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Wash. Forest Bill Would 'Empower' Local Communities


Thursday, March 21, 2019   

OLYMPIA, Wash. – A bill in the Washington State Legislature could give communities more control over local forests.

Senate Bill 5873 would create a community forest pilot program to fund and monitor three projects in the state.

Max Webster, evergreen forest program manager for the Washington Environmental Council, says momentum for these projects has grown as communities have increasingly felt left out of management decisions.

He says as the risk from climate change and past management decisions that have increased wildfires become evident, rural Washingtonians want to have a say in what their future looks like.

"That just has brought up the need for empowering communities to be able to step up a little bit more and take ownership over some of these issues and address them in a way that works best for the long-term sustainability of their communities," he states.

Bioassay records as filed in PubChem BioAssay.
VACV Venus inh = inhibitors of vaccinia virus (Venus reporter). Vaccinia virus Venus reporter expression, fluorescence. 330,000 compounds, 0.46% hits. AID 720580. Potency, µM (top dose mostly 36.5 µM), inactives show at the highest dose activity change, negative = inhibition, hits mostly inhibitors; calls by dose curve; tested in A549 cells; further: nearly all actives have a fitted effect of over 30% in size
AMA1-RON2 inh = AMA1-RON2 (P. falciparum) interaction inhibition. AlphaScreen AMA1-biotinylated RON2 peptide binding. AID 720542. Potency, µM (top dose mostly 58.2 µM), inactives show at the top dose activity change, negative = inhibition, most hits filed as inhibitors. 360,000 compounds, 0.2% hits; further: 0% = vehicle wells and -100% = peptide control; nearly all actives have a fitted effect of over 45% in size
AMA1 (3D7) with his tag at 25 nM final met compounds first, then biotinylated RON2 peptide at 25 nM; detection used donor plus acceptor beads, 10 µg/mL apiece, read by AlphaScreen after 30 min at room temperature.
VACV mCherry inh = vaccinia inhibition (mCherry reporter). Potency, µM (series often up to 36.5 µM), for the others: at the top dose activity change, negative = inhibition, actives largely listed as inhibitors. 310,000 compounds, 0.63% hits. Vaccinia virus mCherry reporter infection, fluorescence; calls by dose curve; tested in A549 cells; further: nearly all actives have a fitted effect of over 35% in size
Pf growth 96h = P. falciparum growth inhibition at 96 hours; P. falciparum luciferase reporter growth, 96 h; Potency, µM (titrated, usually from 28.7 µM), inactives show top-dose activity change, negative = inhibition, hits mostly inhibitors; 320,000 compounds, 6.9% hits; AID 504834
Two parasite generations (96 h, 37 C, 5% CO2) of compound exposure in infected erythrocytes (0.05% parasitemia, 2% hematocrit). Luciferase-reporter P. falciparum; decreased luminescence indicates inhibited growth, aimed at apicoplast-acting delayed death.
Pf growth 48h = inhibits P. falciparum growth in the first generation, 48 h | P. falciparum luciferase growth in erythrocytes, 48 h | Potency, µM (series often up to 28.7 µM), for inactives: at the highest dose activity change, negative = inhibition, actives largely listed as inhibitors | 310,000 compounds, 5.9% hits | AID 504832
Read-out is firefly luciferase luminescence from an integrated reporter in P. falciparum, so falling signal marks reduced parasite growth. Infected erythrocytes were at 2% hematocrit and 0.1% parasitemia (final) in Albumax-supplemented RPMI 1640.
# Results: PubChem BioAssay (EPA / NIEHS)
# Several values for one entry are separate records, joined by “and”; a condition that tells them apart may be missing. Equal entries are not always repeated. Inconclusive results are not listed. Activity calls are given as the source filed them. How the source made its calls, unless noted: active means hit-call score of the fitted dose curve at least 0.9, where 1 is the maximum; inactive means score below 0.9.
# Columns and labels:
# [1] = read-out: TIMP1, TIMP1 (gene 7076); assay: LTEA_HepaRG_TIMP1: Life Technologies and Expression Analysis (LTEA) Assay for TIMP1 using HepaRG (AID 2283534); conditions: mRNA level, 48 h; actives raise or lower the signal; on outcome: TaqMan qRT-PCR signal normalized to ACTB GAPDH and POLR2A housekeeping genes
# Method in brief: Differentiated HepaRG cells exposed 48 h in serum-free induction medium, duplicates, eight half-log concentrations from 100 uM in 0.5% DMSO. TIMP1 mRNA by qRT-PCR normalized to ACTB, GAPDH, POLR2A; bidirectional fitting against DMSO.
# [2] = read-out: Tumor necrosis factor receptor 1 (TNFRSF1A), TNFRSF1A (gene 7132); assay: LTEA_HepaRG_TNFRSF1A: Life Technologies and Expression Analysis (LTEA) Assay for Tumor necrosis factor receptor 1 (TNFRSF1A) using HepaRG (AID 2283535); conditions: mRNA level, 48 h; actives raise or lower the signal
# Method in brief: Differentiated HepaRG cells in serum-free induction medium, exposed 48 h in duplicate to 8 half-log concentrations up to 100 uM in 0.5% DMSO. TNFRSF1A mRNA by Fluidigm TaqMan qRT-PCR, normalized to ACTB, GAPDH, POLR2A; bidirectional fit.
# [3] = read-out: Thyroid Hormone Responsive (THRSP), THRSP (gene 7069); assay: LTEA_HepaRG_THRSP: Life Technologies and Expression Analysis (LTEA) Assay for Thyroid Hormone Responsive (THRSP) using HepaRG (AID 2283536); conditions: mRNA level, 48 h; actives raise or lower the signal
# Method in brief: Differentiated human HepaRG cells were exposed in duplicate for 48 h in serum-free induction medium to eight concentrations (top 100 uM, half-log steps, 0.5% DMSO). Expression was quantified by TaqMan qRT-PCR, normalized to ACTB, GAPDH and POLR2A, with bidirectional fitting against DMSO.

Webster says a recent study found there are 20 community forest projects coming along across the state. The goal after the pilot is for the state to be able to support more projects.

SB 5873 has been approved by the Senate, but a hearing for the bill in the House has yet to be scheduled.

State Sen. Brad Hawkins of East Wenatchee says the goal of the pilot program is to prove that this model works. He says residents in his district requested this bill so that nearby forests could be managed for multiple uses, including recreation and the protection of natural resources.

Hawkins also notes that money raised in these forests would go back to those communities.

"To the extent that there is the responsible harvesting of trees for forest management and there's revenue derived from that, those revenues could go back in to help fund the ongoing operations of implementing the management plan that the locals develop," he states.

One project that has seen success is the Mt. Adams Community Forest.

Jay McLaughlin, executive director of Mt. Adams Resource Stewards, says the project began about 15 years ago while the region was losing jobs and its population.

McLaughlin says the community forest has provided an economic benefit for the area along with allowing locals to guide its management.

"It's been kind of a gap-filler for a lot of local companies that maybe can't sustain year-round work with the limited opportunities that are increasingly the case in their industry and so, here we can put together some pretty thoughtful and widely supported projects to go out there and do forest management activities," he stresses.

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